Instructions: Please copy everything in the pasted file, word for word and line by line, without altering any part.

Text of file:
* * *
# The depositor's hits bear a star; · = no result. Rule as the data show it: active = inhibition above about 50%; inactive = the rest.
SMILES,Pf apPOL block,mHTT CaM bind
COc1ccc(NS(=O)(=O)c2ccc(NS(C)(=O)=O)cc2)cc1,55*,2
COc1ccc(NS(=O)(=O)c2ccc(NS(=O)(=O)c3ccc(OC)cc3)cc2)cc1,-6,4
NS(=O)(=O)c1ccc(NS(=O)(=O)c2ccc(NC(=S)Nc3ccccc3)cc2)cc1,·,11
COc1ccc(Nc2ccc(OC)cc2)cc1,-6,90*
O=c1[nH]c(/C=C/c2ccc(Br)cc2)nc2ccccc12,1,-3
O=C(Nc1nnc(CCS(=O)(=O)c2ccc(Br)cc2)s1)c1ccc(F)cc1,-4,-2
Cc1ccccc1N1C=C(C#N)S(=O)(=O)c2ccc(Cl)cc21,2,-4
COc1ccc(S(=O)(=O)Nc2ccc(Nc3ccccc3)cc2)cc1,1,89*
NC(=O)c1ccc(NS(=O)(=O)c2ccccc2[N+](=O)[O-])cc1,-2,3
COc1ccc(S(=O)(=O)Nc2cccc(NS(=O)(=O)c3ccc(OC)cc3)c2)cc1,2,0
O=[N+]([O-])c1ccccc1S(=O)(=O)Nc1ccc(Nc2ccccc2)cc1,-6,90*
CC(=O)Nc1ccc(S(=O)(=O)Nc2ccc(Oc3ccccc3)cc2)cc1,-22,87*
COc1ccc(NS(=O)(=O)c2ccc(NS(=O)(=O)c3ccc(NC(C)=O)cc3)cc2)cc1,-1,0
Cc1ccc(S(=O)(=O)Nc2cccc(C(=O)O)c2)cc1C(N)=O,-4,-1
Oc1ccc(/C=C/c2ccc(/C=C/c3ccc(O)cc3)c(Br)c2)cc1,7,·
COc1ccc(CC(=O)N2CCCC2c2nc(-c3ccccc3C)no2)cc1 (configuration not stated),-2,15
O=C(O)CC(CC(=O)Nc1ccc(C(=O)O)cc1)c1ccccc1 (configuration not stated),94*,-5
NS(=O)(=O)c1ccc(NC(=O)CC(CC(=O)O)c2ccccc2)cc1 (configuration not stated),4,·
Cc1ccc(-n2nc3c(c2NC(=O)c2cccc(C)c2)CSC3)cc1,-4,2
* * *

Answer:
# The depositor's hits bear a star; · = no result. Rule as the data show it: active = inhibition above about 50%; inactive = the rest.
SMILES,Pf apPOL block,mHTT CaM bind
COc1ccc(NS(=O)(=O)c2ccc(NS(C)(=O)=O)cc2)cc1,55*,2
COc1ccc(NS(=O)(=O)c2ccc(NS(=O)(=O)c3ccc(OC)cc3)cc2)cc1,-6,4
NS(=O)(=O)c1ccc(NS(=O)(=O)c2ccc(NC(=S)Nc3ccccc3)cc2)cc1,·,11
COc1ccc(Nc2ccc(OC)cc2)cc1,-6,90*
O=c1[nH]c(/C=C/c2ccc(Br)cc2)nc2ccccc12,1,-3
O=C(Nc1nnc(CCS(=O)(=O)c2ccc(Br)cc2)s1)c1ccc(F)cc1,-4,-2
Cc1ccccc1N1C=C(C#N)S(=O)(=O)c2ccc(Cl)cc21,2,-4
COc1ccc(S(=O)(=O)Nc2ccc(Nc3ccccc3)cc2)cc1,1,89*
NC(=O)c1ccc(NS(=O)(=O)c2ccccc2[N+](=O)[O-])cc1,-2,3
COc1ccc(S(=O)(=O)Nc2cccc(NS(=O)(=O)c3ccc(OC)cc3)c2)cc1,2,0
O=[N+]([O-])c1ccccc1S(=O)(=O)Nc1ccc(Nc2ccccc2)cc1,-6,90*
CC(=O)Nc1ccc(S(=O)(=O)Nc2ccc(Oc3ccccc3)cc2)cc1,-22,87*
COc1ccc(NS(=O)(=O)c2ccc(NS(=O)(=O)c3ccc(NC(C)=O)cc3)cc2)cc1,-1,0
Cc1ccc(S(=O)(=O)Nc2cccc(C(=O)O)c2)cc1C(N)=O,-4,-1
Oc1ccc(/C=C/c2ccc(/C=C/c3ccc(O)cc3)c(Br)c2)cc1,7,·
COc1ccc(CC(=O)N2CCCC2c2nc(-c3ccccc3C)no2)cc1 (configuration not stated),-2,15
O=C(O)CC(CC(=O)Nc1ccc(C(=O)O)cc1)c1ccccc1 (configuration not stated),94*,-5
NS(=O)(=O)c1ccc(NC(=O)CC(CC(=O)O)c2ccccc2)cc1 (configuration not stated),4,·
Cc1ccc(-n2nc3c(c2NC(=O)c2cccc(C)c2)CSC3)cc1,-4,2